"He's unsure of where his plane crashed, said he just lost it in the weather," someone can be heard saying of the pilot on audio from a Charleston County Emergency Medical Services call shared Tuesday by a local meteorologist.

A trip that began as a routine training flight did not last very long. The pilot "experienced a malfunction and was forced to eject" on Sunday at an altitude of about 1000 feet (305 meters) just 1 mile (1.61 kilometers) north of Charleston International Airport, according to a situation report given to AP by the Marine Corps official.

More questions than answers remained Tuesday around how an F-35B Joint Strike Fighter wound up leaving a debris field described as "extensive" by the local sheriff's department. Officials closed about one mile of road indefinitely as they continued searching rural Williamsburg County for any wreckage. Residents were being asked to avoid the area while a recovery team worked to secure it.

Federal, state and local officials worked Sunday to locate the jet, and the military appealed to the public for help in finding the aircraft, which is built to evade detection.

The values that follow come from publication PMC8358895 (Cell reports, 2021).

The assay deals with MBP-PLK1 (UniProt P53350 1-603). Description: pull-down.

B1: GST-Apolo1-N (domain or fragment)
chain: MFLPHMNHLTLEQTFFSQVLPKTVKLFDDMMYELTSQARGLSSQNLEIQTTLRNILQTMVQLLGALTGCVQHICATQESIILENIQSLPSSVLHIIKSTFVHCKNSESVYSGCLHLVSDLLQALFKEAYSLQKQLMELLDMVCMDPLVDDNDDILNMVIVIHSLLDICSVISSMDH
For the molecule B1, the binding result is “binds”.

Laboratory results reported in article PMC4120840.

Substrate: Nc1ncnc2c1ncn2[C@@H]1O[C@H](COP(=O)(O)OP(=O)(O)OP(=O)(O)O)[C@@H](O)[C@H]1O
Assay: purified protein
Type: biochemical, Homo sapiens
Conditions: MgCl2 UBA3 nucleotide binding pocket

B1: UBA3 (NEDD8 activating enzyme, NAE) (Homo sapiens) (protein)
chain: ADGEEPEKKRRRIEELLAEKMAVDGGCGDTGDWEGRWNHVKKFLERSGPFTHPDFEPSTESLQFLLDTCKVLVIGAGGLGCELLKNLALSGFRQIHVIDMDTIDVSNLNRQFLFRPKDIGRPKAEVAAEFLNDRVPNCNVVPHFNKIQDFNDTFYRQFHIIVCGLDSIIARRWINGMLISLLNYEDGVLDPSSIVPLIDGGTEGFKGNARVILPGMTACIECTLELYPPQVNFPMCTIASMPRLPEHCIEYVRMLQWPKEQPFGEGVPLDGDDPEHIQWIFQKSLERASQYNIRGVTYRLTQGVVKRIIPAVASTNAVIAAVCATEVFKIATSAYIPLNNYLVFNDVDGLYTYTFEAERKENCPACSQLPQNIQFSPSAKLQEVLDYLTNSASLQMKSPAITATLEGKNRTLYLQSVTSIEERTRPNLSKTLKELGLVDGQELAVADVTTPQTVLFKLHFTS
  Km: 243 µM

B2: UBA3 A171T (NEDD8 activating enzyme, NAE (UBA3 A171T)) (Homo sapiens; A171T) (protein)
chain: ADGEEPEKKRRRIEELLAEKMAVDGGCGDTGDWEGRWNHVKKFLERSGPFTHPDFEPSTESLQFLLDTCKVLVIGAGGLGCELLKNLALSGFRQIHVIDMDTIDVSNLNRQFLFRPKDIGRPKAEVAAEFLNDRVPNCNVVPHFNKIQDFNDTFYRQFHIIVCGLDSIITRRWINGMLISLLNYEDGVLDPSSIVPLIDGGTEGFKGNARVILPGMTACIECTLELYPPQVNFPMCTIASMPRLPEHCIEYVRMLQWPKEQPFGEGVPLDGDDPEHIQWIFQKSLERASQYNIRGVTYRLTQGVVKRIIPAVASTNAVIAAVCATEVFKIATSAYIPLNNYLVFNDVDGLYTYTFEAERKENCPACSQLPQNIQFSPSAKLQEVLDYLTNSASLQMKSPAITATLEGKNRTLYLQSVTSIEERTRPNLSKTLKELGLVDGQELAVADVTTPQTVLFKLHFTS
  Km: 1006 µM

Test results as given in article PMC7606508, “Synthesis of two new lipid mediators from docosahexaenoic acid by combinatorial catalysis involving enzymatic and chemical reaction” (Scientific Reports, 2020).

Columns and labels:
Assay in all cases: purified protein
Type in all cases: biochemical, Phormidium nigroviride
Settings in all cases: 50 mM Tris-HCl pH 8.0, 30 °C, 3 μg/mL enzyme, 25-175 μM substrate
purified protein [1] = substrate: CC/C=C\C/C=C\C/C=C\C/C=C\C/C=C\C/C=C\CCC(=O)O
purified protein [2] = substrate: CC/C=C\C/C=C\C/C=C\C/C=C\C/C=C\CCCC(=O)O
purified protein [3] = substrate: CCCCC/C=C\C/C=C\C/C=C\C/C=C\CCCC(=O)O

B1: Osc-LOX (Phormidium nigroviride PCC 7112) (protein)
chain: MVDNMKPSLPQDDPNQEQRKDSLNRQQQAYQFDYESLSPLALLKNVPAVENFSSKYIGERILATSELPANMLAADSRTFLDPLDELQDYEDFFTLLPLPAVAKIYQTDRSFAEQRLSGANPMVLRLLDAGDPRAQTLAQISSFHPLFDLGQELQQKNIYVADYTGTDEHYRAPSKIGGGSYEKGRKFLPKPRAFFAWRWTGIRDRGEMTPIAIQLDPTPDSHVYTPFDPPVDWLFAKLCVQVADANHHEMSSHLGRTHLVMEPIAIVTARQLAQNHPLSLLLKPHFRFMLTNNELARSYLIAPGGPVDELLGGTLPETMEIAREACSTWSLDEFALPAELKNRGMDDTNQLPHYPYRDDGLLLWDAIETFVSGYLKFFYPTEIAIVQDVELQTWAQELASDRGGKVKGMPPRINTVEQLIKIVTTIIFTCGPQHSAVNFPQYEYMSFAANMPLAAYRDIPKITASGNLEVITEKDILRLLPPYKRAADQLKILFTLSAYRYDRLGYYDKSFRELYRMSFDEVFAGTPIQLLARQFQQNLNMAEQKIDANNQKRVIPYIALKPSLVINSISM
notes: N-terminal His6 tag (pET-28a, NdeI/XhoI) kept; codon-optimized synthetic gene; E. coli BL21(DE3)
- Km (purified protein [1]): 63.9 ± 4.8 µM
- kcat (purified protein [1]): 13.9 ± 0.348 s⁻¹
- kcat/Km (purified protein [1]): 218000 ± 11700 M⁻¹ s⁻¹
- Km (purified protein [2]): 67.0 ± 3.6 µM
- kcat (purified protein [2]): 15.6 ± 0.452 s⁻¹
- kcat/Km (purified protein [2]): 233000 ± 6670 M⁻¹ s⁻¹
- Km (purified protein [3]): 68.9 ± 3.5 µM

The Marine Corps said the pilot of a second F-35 returned safely Sunday to the base where both aircraft had departed earlier that day for the routine training flight.

In a military aviation incident where there are two or more aircraft, it's standard practice for remaining aircraft to stay on location, said Mark Cancian, a retired Marine Corps Reserves colonel and senior adviser at the Center for Strategic and International Studies. "If one goes down the other will circle" to make sure the pilot is ok and relay the crash location information, Cancian said.